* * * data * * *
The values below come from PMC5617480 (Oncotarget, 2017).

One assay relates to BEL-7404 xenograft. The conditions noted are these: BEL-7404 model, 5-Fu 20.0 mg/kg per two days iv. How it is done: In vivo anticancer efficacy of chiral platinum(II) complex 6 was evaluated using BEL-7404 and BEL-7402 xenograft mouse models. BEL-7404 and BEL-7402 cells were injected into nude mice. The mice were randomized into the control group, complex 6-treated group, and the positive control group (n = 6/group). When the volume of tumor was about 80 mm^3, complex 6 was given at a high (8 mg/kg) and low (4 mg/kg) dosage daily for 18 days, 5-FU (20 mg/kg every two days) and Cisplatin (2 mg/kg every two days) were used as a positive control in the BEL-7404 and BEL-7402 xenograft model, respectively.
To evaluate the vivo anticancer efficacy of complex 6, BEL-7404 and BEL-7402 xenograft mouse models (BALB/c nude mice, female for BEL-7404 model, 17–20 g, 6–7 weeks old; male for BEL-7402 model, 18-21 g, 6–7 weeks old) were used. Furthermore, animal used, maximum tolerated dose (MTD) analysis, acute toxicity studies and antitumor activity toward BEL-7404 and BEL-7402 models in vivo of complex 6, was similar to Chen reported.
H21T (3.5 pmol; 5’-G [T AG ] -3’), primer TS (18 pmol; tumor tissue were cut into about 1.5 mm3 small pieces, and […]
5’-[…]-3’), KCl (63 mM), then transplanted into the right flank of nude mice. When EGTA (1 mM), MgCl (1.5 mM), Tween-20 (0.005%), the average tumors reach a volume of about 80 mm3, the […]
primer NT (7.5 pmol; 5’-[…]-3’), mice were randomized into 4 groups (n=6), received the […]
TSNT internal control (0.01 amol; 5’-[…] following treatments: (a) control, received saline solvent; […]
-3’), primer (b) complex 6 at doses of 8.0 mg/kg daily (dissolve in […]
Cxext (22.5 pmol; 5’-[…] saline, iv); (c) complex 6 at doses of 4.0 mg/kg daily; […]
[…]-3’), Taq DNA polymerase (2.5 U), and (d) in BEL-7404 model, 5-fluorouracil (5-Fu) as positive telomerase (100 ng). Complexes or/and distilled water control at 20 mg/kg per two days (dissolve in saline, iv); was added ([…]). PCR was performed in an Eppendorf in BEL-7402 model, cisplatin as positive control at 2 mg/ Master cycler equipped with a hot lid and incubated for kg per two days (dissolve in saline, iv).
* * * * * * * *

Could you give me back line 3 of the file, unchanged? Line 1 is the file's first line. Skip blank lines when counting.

To evaluate the vivo anticancer efficacy of complex 6, BEL-7404 and BEL-7402 xenograft mouse models (BALB/c nude mice, female for BEL-7404 model, 17–20 g, 6–7 weeks old; male for BEL-7402 model, 18-21 g, 6–7 weeks old) were used. Furthermore, animal used, maximum tolerated dose (MTD) analysis, acute toxicity studies and antitumor activity toward BEL-7404 and BEL-7402 models in vivo of complex 6, was similar to Chen reported.